Anadarko Petroleum (NYSE:APC) has really rewarded investors over the past year. From a token quarterly payout of $0.09 per share, the company hiked its quarterly payout 100% to $0.18 per share in August of last year. Another payout hike occurred earlier this year when management approved a quarterly payout of $0.27 per share for 50% growth.
In percentage terms, during the space of the past 12 months Anadarko has increased its dividend payout by 200%.
But how much higher can the company's payout go?
Further to go
Unfortunately, Anadarko still lags its larger peers.
What do I mean by this? Well, even with the company's new dividend payout which equals a yield of around 1% per annum, Anadarko's yield still lags that of ConocoPhillips (NYSE:COP) and Occidental Petroleum (NYSE:OXY), which yield 3.2% and 2.8%, respectively.
Dose Anadarko have the capacity to hike its payout in line with these larger companies?
At first glance it would appear that the company does not. Based on quarterly cash flow figures for the last five quarters, the company generated free cash flow of $400 million. However, over the same period, the company paid out just under $600 million in dividends. This means that the company is currently paying out more than it can afford.
Nevertheless, Anadarko has been divesting assets over the past year, and cash from these divestments has supported the payout.
Still, while these figures do suggest that Anadarko's payout is uncovered, Anadarko's larger peer ConocoPhillips is in the same position.
Indeed, over the same five-quarter period Conoco reported free cash flow of just under $3 billion. Over the same period the company's dividend cost around $840 million per quarter. In total, over the past five quarters, Conoco paid out over $4.2 billion in dividends, $1.2 billion more than its free cash flow.
Meanwhile, Occidental behaved itself during the five-quarter sample period. In particular, during the past five quarters Occidental's 2.8% dividend yield cost the company around $400 million per quarter for a total of $2 billion. Over the same period, Occidental generated $4.3 billion in free cash flow. Actually, with plenty of free cash flow to spare Occidental could hike its payout by 100%.
Likely to improve
Even though Anadarko's cash flow doesn't cover its dividend payout, several factors make me think that the company can actually support a higher payout.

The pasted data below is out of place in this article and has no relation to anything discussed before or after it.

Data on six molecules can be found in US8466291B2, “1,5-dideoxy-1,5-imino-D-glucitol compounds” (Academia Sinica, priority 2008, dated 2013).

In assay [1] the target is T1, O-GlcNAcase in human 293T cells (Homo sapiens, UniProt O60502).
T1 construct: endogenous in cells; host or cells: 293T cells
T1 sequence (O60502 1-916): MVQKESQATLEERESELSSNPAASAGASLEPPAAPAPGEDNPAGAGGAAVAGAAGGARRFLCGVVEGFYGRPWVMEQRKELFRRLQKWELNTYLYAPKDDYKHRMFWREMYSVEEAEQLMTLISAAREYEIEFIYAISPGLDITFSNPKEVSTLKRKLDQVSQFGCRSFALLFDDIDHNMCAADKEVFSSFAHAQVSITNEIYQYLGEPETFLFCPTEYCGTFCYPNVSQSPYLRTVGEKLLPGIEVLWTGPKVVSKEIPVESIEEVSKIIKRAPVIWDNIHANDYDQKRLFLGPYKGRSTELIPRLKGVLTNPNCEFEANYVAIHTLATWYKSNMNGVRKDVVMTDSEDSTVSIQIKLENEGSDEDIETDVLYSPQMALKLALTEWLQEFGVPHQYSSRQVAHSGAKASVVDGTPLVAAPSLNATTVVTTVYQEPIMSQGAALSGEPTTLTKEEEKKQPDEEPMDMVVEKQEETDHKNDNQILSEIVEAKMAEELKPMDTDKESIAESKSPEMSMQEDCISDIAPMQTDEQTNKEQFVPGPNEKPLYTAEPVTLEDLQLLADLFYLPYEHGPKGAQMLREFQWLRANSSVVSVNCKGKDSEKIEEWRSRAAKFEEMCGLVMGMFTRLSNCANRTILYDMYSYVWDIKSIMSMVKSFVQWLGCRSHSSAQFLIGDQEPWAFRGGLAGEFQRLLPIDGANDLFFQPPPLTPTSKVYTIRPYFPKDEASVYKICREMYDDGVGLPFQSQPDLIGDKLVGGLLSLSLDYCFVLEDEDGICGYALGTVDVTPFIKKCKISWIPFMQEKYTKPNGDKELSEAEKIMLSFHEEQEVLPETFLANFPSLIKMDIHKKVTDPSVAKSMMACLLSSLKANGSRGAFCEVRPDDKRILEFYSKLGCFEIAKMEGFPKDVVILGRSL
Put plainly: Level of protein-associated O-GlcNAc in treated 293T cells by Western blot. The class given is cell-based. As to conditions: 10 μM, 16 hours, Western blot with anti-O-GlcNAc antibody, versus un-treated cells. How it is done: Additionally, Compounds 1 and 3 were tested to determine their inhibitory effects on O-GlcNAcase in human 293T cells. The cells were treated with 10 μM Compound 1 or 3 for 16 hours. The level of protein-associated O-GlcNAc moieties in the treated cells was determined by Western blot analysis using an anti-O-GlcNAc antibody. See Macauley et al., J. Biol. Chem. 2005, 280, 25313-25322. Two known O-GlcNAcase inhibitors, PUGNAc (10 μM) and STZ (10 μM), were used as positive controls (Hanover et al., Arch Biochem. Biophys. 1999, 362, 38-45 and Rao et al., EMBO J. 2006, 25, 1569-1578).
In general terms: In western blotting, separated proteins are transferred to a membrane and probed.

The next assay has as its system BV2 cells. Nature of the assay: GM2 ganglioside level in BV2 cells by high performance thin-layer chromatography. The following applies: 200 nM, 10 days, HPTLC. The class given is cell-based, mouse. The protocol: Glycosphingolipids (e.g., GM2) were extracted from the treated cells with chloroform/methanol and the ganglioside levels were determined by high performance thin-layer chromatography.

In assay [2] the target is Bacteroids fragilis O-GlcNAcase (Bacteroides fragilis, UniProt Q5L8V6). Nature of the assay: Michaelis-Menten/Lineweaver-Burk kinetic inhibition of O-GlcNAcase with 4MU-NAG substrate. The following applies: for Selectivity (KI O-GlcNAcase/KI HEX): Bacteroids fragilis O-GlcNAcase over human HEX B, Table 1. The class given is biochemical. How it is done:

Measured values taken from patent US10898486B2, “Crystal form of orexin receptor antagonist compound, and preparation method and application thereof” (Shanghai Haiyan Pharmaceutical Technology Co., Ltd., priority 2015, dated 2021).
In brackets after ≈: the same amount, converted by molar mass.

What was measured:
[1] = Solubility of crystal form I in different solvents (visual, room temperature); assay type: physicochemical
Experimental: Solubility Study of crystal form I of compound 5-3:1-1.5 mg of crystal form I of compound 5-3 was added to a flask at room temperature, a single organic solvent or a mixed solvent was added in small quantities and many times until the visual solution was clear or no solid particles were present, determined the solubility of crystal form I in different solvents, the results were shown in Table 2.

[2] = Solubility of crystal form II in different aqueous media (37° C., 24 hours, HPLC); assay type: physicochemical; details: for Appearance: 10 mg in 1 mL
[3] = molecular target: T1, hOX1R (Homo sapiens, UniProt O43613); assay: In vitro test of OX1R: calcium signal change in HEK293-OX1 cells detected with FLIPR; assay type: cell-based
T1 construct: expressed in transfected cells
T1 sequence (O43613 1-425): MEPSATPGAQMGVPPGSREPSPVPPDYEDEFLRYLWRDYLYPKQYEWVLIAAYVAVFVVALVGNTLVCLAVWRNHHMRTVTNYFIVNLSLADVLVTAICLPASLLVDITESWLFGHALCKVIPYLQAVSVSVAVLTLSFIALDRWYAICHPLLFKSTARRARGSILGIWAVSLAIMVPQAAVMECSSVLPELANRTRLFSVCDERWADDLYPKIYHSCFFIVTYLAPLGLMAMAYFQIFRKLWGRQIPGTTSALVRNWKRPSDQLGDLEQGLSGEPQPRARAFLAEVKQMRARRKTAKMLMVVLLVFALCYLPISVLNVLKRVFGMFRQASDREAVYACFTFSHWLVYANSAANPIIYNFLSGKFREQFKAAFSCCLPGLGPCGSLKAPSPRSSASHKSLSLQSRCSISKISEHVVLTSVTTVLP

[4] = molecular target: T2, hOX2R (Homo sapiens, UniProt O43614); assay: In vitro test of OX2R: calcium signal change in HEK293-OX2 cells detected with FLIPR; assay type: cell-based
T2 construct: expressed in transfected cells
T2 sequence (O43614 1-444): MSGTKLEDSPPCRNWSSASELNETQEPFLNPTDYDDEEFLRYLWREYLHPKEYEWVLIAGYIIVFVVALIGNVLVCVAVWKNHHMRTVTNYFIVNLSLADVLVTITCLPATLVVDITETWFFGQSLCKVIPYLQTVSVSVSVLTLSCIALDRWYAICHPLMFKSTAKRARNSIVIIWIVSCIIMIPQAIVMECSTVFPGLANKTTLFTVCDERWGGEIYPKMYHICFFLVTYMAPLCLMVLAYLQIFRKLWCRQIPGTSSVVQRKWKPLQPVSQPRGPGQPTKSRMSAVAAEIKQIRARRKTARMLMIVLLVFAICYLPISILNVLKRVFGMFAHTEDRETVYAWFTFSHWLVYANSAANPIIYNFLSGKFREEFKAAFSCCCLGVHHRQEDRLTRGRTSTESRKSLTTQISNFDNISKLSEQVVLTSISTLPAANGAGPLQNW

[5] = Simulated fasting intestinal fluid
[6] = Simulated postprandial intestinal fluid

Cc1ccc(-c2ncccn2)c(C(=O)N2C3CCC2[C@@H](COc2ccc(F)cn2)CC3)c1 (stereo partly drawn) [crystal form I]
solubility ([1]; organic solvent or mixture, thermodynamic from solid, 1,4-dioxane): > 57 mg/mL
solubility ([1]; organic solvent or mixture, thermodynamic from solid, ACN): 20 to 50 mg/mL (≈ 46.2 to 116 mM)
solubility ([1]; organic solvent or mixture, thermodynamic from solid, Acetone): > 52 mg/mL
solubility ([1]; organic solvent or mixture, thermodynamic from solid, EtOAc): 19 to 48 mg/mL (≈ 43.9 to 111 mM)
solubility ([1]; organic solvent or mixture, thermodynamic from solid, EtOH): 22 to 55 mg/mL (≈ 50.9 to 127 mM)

For example, management currently expects 2014 production to expand 7%-9%. Further, it expects 2014 to be an inflection year for Anadarko's US onshore operations. It expects year-on-year onshore US volumes to jump 12% for around 50,000+ barrels of oil liquids growth per day.
And it's this US onshore growth that has supported Anadarko's dividend growth during the past 12 months. Anadarko's onshore US production growth has been explosive. Management is targeting onshore production of 375,000 barrels of oil equivalent per day by the end of 2014. Back in 2009, the company's liquids production was zero.
What's more, as other international prospects come onstream, the company should only have more cash to return to investors.
All in all, Anadarko has 25 deepwater exploration/appraisal wells planned this year and 8 billion barrels of low-risk development opportunities. Success at the drill bit throughout the world this year should catapult its cash flow higher and support further payout growth.
Then there is the company's cash balance, which stood at $6 billion at the end of the first quarter. The current payout costs it less than $200 million per quarter.
So overall, at first glance it appears that Anadarko cannot sustain its new higher dividend payout. However, the company has multiple growth projects coming onstream throughout 2014 and onshore US production is surging.
This production growth should support the company's dividend payout, leaving plenty of room for payout growth in the future.
All in all, Anadarko's dividend is safe and as a multitude of projects come onstream, investors could be in line for an even fatter payout.
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Rupert Hargreaves has no position in any stocks mentioned. The Motley Fool has no position in any of the stocks mentioned. Try any of our Foolish newsletter services free for 30 days. We Fools may not all hold the same opinions, but we all believe that considering a diverse range of insights makes us better investors. The Motley Fool has a disclosure policy.